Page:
A state appellate court has ruled that an 8-year-old’s videotaped statement about several allegations of sexual abuse by a former Plainfield music teacher can be used in his trial, though seven years later she can only recall one incident.
The trial of Donnie Harrell, 58, of Bridgewater, was adjourned earlier this year pending Thursday’s appellate court ruling on whether the girl’s 2016 statement could be admitted as evidence in the trial that involves two alleged victims.
Harrell is charged in a seven-count indictment with second-degree sexual assault, second-degree endangering the welfare of a child, second-degree official misconduct and second-degree pattern of official misconduct.
The judge conducting the trial ruled the videotape could not be used, but the Union County Prosecutor’s Office appealed that ruling and the appellate court agreed with the prosecutor’s office.
On March 30, 2016, Detective Joshua Rios of the Union County Prosecutor’s Office Child Advocacy Center conducted the videotaped interview with the 8-year-old girl, a second grader at Clinton Elementary School.
In that interview, court papers say, the girl described how Harrell touched her and placed her hand on his “private parts” on more than one occasion during school hours in the school’s music room.
However, during trial preparations in the summer of 2022, the girl, now 15, told a trial prosecutor and investigator that she could not recall most of the events she had reported to Rios in 2016.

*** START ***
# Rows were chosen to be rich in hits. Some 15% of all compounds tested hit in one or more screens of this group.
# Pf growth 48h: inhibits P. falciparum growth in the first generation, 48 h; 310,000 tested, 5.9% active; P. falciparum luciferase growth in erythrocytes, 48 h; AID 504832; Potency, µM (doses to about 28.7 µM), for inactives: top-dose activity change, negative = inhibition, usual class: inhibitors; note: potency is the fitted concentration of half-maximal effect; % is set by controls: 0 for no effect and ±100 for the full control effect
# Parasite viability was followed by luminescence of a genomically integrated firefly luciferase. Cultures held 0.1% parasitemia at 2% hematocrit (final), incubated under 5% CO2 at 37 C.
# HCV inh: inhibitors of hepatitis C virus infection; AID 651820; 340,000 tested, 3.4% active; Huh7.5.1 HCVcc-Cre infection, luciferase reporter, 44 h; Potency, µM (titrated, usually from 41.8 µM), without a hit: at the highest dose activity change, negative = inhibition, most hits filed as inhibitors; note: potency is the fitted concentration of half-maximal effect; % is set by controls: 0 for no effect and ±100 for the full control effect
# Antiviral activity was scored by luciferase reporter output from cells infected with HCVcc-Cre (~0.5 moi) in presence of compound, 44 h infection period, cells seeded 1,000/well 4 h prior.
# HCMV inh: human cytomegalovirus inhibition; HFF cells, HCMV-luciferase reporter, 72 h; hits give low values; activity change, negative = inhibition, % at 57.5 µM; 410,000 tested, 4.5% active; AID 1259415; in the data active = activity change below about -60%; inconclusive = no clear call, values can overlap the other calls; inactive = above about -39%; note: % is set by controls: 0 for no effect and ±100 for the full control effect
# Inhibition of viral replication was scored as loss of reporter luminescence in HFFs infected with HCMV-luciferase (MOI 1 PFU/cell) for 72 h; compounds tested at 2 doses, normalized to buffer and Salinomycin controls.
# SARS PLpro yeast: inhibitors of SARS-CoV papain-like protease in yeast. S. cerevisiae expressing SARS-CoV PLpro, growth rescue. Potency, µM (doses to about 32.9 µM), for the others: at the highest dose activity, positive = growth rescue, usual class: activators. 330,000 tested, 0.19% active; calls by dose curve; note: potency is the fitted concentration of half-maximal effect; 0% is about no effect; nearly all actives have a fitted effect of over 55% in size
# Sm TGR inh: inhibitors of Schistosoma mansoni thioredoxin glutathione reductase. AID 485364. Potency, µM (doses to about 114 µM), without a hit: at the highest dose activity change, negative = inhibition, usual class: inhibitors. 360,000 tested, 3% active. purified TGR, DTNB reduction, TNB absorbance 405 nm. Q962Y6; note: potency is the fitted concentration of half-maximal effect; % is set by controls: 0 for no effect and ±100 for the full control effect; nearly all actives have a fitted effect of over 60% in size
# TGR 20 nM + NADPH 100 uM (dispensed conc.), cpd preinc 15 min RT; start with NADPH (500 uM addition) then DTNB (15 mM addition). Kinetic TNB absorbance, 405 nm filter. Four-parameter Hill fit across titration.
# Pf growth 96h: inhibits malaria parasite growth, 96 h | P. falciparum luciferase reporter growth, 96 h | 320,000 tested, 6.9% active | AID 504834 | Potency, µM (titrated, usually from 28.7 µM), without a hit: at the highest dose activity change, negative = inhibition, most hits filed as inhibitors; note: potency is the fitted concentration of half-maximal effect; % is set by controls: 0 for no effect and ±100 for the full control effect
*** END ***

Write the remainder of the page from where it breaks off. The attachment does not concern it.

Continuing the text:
The girl said she remembered Harrell placing her hand on him, but did not remember him touching her, court papers say.
Harrell was her music teacher in first and second grades and she “really liked” him and thought he was a “really good teacher,” court papers say.
In a hearing before the trial, the girl said that she “didn’t know at the time (the abuse) was a bad thing, but had a feeling it was a bad thing” because she was only in second grade, according to court papers.
The trial judge ruled that the videotaped statements she made about incidents she could not recall now would not be allowed in the trial because Harrell would not be allowed to cross-examine her about those allegations.
The girl’s “failure to recall all the details bears upon her credibility and the weight of the evidence,” the appellate court wrote in its opinion overturning the trial judge’s ruling,
Harrell started working full-time for the Plainfield school district as a music teacher at Clinton Elementary School in April 2014.
A decade before he joined the Plainfield district, Harrell had been acquitted on charges of exposing himself to children at an Asbury Park elementary school.
In December, the New Jersey Department of Education ruled in favor of the Plainfield school district in firing Harrell.
Harrell had appealed his termination from the school district in January 2019, arguing that his tenure rights had been violated. But Administrative Law Judge Susana Guerrero ruled earlier that Harrell had never received tenure in Plainfield and the state Department of Education agreed.
Mike Deak is a reporter for mycentraljersey.com. To get unlimited access to his articles on Somerset and Hunterdon counties, please subscribe or activate your digital account.